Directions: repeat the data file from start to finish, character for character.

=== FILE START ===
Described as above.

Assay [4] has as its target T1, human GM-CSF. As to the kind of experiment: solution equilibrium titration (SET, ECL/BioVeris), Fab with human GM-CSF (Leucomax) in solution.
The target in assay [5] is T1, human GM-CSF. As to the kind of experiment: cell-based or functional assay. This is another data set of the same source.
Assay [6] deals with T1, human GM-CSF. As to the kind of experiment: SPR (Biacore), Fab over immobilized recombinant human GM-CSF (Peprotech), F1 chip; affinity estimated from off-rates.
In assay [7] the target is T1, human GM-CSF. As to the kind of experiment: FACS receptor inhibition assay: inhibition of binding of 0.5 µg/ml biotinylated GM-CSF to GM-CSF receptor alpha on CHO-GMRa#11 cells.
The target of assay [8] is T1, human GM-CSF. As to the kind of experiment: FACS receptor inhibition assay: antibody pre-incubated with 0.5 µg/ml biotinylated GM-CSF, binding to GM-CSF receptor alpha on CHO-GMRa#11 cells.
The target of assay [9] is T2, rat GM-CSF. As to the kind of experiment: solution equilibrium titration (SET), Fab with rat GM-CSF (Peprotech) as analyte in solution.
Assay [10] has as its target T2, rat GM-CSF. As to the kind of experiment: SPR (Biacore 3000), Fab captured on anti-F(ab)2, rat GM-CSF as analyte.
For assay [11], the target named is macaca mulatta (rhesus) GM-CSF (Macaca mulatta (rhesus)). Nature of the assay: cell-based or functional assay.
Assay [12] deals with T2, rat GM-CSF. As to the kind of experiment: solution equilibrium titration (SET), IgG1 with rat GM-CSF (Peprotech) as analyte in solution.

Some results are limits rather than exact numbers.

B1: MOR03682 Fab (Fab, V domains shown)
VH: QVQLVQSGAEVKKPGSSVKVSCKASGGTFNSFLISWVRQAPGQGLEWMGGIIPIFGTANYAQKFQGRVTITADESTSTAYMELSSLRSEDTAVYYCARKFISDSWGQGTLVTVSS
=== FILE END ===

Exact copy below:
Described as above.

Assay [4] has as its target T1, human GM-CSF. As to the kind of experiment: solution equilibrium titration (SET, ECL/BioVeris), Fab with human GM-CSF (Leucomax) in solution.
The target in assay [5] is T1, human GM-CSF. As to the kind of experiment: cell-based or functional assay. This is another data set of the same source.
Assay [6] deals with T1, human GM-CSF. As to the kind of experiment: SPR (Biacore), Fab over immobilized recombinant human GM-CSF (Peprotech), F1 chip; affinity estimated from off-rates.
In assay [7] the target is T1, human GM-CSF. As to the kind of experiment: FACS receptor inhibition assay: inhibition of binding of 0.5 µg/ml biotinylated GM-CSF to GM-CSF receptor alpha on CHO-GMRa#11 cells.
The target of assay [8] is T1, human GM-CSF. As to the kind of experiment: FACS receptor inhibition assay: antibody pre-incubated with 0.5 µg/ml biotinylated GM-CSF, binding to GM-CSF receptor alpha on CHO-GMRa#11 cells.
The target of assay [9] is T2, rat GM-CSF. As to the kind of experiment: solution equilibrium titration (SET), Fab with rat GM-CSF (Peprotech) as analyte in solution.
Assay [10] has as its target T2, rat GM-CSF. As to the kind of experiment: SPR (Biacore 3000), Fab captured on anti-F(ab)2, rat GM-CSF as analyte.
For assay [11], the target named is macaca mulatta (rhesus) GM-CSF (Macaca mulatta (rhesus)). Nature of the assay: cell-based or functional assay.
Assay [12] deals with T2, rat GM-CSF. As to the kind of experiment: solution equilibrium titration (SET), IgG1 with rat GM-CSF (Peprotech) as analyte in solution.

Some results are limits rather than exact numbers.

B1: MOR03682 Fab (Fab, V domains shown)
VH: QVQLVQSGAEVKKPGSSVKVSCKASGGTFNSFLISWVRQAPGQGLEWMGGIIPIFGTANYAQKFQGRVTITADESTSTAYMELSSLRSEDTAVYYCARKFISDSWGQGTLVTVSS